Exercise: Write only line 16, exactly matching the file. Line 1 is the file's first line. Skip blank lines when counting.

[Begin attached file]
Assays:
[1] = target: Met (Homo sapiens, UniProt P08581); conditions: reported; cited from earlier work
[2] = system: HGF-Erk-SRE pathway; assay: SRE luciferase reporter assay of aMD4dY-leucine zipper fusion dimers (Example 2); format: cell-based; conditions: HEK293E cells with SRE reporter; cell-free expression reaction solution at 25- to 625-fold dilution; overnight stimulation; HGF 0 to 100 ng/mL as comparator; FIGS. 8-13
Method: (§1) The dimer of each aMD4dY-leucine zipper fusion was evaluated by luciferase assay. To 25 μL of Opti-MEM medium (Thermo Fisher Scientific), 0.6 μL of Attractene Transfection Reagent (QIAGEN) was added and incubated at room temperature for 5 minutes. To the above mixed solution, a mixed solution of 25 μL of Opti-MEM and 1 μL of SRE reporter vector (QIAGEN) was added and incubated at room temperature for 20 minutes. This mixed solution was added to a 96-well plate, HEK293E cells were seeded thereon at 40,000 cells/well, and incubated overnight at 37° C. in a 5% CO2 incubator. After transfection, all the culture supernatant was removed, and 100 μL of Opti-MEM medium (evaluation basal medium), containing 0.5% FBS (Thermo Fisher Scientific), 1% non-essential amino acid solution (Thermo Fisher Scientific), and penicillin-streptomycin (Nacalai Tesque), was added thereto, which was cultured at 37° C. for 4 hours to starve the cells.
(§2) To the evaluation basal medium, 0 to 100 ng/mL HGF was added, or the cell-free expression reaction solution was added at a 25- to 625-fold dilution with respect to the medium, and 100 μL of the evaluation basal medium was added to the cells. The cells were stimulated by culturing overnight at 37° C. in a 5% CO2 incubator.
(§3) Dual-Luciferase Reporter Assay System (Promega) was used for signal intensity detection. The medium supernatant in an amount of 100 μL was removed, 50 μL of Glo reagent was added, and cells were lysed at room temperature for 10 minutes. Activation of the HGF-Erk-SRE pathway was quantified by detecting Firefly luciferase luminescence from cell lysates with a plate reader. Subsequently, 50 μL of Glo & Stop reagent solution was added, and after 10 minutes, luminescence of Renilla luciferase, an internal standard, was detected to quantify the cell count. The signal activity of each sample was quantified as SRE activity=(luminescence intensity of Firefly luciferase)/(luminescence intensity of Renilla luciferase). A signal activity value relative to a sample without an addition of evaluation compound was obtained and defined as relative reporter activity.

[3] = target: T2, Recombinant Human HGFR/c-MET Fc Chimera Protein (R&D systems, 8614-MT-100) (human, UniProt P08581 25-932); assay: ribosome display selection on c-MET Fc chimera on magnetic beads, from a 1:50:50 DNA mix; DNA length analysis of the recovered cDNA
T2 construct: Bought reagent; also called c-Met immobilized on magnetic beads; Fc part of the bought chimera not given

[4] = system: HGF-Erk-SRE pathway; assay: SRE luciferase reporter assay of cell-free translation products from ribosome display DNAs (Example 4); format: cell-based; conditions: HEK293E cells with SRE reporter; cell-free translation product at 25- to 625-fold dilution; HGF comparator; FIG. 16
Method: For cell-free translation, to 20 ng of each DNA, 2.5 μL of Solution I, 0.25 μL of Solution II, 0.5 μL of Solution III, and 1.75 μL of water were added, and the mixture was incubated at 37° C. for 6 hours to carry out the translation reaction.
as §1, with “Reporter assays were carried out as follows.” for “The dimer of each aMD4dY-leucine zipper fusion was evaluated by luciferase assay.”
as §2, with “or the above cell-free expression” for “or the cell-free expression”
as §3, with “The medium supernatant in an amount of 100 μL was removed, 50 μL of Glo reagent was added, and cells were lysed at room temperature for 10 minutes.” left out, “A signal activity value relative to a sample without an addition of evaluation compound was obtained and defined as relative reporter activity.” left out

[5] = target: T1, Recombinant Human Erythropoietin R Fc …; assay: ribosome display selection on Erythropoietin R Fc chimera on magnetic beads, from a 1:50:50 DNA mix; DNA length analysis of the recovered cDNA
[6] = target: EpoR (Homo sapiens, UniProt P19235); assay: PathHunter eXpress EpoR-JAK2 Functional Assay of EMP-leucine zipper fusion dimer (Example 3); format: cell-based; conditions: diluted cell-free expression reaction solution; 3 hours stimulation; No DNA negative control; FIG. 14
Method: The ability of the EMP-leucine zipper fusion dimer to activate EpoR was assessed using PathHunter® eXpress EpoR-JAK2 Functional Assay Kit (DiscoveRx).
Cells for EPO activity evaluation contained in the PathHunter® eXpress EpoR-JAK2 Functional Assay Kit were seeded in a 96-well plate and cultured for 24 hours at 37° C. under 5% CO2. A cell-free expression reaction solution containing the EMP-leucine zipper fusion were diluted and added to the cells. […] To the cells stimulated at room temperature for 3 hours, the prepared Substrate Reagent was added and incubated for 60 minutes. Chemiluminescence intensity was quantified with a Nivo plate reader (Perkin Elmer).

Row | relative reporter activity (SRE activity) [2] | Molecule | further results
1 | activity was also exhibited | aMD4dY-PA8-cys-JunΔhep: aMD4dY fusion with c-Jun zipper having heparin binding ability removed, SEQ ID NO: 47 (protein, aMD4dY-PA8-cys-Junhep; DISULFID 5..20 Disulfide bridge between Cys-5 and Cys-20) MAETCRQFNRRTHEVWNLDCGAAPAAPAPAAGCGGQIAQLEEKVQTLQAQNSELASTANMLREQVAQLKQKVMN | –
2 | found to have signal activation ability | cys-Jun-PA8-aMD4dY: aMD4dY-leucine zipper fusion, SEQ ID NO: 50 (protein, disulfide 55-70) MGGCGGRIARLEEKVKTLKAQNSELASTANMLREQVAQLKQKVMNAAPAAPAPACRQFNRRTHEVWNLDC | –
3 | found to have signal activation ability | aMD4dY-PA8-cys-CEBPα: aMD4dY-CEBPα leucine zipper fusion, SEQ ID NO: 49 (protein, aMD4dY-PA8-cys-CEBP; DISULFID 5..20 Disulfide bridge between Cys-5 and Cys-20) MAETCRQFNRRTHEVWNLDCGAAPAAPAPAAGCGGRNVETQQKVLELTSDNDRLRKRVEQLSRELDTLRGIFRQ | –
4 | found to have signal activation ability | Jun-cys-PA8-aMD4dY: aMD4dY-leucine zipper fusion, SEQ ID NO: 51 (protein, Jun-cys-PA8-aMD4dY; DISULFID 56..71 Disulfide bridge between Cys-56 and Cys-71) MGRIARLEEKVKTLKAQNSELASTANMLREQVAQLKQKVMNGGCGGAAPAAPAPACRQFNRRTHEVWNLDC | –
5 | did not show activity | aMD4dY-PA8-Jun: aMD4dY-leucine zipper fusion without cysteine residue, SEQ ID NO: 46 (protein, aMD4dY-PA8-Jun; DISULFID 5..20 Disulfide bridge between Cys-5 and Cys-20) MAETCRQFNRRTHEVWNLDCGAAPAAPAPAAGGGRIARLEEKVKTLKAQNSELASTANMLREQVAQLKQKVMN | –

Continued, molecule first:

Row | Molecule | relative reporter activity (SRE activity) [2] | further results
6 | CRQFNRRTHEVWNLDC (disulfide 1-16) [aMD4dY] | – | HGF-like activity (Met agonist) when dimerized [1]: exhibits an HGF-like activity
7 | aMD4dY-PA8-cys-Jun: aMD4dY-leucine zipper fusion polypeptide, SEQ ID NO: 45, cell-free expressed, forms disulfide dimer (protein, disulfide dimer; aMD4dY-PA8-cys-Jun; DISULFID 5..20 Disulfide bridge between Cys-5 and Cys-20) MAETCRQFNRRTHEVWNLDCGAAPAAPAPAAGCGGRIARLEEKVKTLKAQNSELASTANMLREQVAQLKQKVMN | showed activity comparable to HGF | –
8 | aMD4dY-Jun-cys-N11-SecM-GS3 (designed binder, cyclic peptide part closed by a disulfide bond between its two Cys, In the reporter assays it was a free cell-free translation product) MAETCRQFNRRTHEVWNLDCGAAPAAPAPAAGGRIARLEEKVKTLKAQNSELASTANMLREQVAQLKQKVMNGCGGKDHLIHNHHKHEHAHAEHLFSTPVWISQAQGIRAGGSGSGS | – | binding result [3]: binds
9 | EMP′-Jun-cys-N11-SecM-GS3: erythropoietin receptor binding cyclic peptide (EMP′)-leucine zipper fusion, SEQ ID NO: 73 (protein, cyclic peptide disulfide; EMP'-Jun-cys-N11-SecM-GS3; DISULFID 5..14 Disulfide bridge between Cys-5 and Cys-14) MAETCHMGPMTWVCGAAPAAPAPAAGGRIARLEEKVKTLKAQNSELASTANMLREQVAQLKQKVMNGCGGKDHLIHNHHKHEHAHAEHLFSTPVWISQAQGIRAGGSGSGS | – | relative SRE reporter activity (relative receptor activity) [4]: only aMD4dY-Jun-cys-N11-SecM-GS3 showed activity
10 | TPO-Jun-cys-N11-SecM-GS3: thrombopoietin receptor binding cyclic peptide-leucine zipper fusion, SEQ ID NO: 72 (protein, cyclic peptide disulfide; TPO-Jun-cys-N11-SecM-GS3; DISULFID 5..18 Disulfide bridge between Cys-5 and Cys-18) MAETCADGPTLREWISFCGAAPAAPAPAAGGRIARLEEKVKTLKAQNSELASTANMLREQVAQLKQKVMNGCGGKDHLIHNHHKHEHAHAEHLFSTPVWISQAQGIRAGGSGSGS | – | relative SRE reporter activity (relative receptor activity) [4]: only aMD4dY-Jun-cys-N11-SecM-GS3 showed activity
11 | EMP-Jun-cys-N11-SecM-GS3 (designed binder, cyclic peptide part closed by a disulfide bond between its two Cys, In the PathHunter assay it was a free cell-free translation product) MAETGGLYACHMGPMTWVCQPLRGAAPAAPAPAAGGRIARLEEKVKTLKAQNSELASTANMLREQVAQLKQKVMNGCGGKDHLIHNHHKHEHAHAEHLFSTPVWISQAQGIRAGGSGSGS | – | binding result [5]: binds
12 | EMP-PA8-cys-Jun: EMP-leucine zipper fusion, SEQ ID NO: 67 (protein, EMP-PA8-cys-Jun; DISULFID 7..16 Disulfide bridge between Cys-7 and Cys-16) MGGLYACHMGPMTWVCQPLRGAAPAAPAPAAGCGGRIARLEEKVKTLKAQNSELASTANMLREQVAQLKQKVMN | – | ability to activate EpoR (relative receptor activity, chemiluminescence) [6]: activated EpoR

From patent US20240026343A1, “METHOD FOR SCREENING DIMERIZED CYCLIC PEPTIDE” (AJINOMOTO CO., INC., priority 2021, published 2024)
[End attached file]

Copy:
Method: The ability of the EMP-leucine zipper fusion dimer to activate EpoR was assessed using PathHunter® eXpress EpoR-JAK2 Functional Assay Kit (DiscoveRx).